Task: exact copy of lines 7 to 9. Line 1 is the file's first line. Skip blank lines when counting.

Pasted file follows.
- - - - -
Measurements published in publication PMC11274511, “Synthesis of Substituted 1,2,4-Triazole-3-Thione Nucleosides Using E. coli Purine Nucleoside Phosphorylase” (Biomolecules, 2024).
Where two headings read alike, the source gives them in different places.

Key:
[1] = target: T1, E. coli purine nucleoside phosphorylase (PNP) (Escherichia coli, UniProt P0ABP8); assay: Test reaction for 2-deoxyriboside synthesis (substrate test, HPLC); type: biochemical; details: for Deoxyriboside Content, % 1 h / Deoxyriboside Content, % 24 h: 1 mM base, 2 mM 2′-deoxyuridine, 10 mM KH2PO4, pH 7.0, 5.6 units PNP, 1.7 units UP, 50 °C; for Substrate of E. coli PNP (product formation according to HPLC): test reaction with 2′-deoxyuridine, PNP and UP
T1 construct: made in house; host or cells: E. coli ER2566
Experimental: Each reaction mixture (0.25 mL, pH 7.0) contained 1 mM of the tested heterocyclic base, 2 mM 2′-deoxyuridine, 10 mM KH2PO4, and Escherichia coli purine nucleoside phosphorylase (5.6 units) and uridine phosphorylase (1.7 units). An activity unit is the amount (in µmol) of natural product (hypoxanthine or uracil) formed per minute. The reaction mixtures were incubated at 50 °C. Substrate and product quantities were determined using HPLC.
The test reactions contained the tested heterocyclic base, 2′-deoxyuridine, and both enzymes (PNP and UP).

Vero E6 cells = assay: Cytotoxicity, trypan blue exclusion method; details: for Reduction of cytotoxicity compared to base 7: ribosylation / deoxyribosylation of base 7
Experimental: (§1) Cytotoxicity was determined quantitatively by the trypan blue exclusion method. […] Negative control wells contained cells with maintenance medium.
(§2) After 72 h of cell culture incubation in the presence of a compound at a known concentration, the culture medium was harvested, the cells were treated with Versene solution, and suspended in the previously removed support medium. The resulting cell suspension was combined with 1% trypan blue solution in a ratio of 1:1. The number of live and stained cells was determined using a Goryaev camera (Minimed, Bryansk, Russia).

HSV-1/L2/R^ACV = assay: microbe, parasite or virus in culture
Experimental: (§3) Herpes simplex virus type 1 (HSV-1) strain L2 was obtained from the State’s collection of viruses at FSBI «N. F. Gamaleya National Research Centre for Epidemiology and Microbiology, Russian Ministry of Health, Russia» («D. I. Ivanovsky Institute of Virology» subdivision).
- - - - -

The test reactions contained the tested heterocyclic base, 2′-deoxyuridine, and both enzymes (PNP and UP).

Vero E6 cells = assay: Cytotoxicity, trypan blue exclusion method; details: for Reduction of cytotoxicity compared to base 7: ribosylation / deoxyribosylation of base 7
Experimental: (§1) Cytotoxicity was determined quantitatively by the trypan blue exclusion method. […] Negative control wells contained cells with maintenance medium.